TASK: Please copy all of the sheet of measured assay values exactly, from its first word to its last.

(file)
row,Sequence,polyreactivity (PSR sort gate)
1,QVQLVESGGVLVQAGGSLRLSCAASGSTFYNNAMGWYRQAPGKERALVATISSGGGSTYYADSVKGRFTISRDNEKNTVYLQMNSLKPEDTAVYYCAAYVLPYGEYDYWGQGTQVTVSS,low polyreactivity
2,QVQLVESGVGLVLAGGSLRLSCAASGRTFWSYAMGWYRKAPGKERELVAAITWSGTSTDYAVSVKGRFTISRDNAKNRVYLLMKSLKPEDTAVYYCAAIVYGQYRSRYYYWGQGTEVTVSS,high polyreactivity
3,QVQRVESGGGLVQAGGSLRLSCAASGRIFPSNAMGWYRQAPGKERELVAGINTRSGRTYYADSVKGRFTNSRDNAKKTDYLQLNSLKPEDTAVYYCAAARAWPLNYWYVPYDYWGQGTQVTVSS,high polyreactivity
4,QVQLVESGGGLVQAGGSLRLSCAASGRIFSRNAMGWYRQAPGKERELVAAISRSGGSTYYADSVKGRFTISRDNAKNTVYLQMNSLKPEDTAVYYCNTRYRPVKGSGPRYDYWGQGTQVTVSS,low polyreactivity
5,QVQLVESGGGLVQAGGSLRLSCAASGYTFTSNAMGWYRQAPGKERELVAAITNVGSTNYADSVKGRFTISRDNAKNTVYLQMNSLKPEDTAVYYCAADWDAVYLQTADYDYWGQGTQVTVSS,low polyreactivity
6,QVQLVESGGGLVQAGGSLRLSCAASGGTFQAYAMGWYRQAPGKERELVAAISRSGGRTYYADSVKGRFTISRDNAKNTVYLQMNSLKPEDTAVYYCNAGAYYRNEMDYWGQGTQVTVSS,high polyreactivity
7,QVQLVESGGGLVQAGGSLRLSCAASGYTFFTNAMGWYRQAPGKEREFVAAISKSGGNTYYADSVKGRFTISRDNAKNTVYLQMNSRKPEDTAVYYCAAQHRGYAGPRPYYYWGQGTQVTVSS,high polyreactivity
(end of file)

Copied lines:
row,Sequence,polyreactivity (PSR sort gate)
1,QVQLVESGGVLVQAGGSLRLSCAASGSTFYNNAMGWYRQAPGKERALVATISSGGGSTYYADSVKGRFTISRDNEKNTVYLQMNSLKPEDTAVYYCAAYVLPYGEYDYWGQGTQVTVSS,low polyreactivity
2,QVQLVESGVGLVLAGGSLRLSCAASGRTFWSYAMGWYRKAPGKERELVAAITWSGTSTDYAVSVKGRFTISRDNAKNRVYLLMKSLKPEDTAVYYCAAIVYGQYRSRYYYWGQGTEVTVSS,high polyreactivity
3,QVQRVESGGGLVQAGGSLRLSCAASGRIFPSNAMGWYRQAPGKERELVAGINTRSGRTYYADSVKGRFTNSRDNAKKTDYLQLNSLKPEDTAVYYCAAARAWPLNYWYVPYDYWGQGTQVTVSS,high polyreactivity
4,QVQLVESGGGLVQAGGSLRLSCAASGRIFSRNAMGWYRQAPGKERELVAAISRSGGSTYYADSVKGRFTISRDNAKNTVYLQMNSLKPEDTAVYYCNTRYRPVKGSGPRYDYWGQGTQVTVSS,low polyreactivity
5,QVQLVESGGGLVQAGGSLRLSCAASGYTFTSNAMGWYRQAPGKERELVAAITNVGSTNYADSVKGRFTISRDNAKNTVYLQMNSLKPEDTAVYYCAADWDAVYLQTADYDYWGQGTQVTVSS,low polyreactivity
6,QVQLVESGGGLVQAGGSLRLSCAASGGTFQAYAMGWYRQAPGKERELVAAISRSGGRTYYADSVKGRFTISRDNAKNTVYLQMNSLKPEDTAVYYCNAGAYYRNEMDYWGQGTQVTVSS,high polyreactivity
7,QVQLVESGGGLVQAGGSLRLSCAASGYTFFTNAMGWYRQAPGKEREFVAAISKSGGNTYYADSVKGRFTISRDNAKNTVYLQMNSRKPEDTAVYYCAAQHRGYAGPRPYYYWGQGTQVTVSS,high polyreactivity